I checked at the library again to see if maybe they had ordered it or if they’d want it for their collection if I bought it then donated it to them. The librarian said “You can get it through interlibrary loan.”
Oh! So, off to a different desk and my request was put in. A couple days later, the book is in. I looked through it with great excitement, wanting to know what library let me have it. It came from Essex County Library. How miraculous is that!
Interlibrary loan isn’t new to me. I used it in university libraries and never thought twice about it. Needing academic books or papers, of course your own library will not have everything available but another will. So your library will get it from another library because you need it.
But my assumptions about interlibrary loan usage for academic purposes never translated into it for a book that I simply want to read. If the library doesn’t have it, I have bought the book or requested it as my “buy a book” donation to the library collection.
All the way home from the library, I looked at that book that had come all that way to me. And the whole thing was free.
Think about that in comparison with your bank. You put your money in the bank, the bank uses it to make money for itself. And the bank charges service fees for any transaction you do involving your own money and even the report cards on what’s happening with your money – monthly statements etc. Your money is making money for the bank.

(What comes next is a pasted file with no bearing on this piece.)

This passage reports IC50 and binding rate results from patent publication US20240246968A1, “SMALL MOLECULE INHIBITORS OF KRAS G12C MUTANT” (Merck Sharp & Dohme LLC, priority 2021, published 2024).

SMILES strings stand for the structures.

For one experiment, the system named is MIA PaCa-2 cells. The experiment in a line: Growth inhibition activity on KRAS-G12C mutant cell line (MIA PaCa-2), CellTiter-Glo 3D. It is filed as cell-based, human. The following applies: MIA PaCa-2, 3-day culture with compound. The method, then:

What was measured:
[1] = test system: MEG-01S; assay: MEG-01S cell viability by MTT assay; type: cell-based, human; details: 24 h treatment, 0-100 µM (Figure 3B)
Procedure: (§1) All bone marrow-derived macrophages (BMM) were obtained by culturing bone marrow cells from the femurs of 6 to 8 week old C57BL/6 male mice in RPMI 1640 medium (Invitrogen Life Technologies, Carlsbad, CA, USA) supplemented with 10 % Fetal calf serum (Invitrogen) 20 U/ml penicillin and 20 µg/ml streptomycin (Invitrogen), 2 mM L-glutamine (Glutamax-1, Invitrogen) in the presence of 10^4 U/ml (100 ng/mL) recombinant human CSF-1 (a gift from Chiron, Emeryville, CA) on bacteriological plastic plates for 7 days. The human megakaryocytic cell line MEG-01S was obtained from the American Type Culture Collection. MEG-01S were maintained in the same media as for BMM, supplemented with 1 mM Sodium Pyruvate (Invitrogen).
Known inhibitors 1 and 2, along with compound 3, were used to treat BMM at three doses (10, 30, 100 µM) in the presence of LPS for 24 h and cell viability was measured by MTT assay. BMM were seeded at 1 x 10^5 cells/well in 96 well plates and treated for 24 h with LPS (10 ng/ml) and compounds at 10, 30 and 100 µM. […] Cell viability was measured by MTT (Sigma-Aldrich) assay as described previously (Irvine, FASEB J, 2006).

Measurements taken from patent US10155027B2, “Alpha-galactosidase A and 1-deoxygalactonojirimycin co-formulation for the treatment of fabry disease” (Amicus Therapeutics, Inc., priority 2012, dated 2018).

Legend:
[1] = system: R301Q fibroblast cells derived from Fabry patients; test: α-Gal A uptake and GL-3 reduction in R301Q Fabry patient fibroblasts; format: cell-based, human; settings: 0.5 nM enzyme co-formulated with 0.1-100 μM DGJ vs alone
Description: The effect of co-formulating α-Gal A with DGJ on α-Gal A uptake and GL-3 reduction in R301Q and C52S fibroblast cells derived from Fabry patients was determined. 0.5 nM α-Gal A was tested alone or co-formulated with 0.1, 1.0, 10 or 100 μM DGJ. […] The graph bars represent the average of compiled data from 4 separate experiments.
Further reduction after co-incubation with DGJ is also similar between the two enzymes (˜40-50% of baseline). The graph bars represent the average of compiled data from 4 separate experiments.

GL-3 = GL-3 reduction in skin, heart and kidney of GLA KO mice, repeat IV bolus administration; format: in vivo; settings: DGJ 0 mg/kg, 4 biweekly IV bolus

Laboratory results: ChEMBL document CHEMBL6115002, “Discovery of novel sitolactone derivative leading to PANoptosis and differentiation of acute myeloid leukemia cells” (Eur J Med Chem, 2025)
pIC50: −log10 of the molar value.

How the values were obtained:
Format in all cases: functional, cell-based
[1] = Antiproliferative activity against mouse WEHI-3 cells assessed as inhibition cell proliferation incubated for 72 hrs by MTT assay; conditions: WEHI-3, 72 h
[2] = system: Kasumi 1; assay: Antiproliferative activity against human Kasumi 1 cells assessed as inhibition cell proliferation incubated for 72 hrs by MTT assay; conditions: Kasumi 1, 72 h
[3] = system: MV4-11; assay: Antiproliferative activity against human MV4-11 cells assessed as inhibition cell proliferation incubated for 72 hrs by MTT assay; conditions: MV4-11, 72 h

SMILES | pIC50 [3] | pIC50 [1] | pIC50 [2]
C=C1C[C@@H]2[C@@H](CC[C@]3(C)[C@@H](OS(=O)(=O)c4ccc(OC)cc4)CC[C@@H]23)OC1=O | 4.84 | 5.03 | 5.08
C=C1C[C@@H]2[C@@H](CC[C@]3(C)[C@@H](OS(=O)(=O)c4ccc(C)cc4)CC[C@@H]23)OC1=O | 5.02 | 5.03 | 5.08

The library? You reading a book is not earning the library any money. You getting them to get you a book from another library is costing them a lot more money than you simply taking a book off your library’s shelves and checking it out. But that search for the book you request, requisitioning it, having it brought to your library for you to pick up, then the whole process in reverse to get the book back to its own shelves: free.
Yes, that’s what public libraries are about. A fee for such services would prevent some people from being able to use interlibrary loan. But what about a voluntary donation? Libraries are as hard, perhaps harder, pressed in terms of budgets and having to figure out how to provide good service to the community while dealing with cutbacks. There generally always is a donation box somewhere in the library, but how many of us think to actually put money in it? I did when I got this book.
If I’d bought my interlibrary loan book, it would have cost me about $30. So a donation of $5 to the library is a bargain for me.